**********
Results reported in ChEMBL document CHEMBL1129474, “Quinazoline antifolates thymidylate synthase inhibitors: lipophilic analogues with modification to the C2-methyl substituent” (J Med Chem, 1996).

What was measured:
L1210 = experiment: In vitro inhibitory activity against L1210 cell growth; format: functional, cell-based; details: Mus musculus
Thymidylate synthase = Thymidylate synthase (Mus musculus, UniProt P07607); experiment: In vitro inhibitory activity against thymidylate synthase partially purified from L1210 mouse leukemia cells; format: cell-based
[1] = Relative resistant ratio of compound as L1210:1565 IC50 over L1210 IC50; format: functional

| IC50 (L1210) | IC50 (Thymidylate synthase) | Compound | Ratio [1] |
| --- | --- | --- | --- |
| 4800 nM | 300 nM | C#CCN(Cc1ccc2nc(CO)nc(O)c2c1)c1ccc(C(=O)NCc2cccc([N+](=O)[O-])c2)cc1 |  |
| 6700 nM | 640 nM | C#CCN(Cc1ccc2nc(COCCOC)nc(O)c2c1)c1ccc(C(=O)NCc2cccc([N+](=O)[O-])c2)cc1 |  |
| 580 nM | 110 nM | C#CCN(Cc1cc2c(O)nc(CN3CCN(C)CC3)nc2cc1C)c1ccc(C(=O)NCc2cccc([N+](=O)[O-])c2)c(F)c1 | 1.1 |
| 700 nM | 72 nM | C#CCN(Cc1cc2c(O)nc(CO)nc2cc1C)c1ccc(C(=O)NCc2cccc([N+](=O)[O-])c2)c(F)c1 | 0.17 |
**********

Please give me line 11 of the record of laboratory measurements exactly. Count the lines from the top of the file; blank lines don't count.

| 700 nM | 72 nM | C#CCN(Cc1cc2c(O)nc(CO)nc2cc1C)c1ccc(C(=O)NCc2cccc([N+](=O)[O-])c2)c(F)c1 | 0.17 |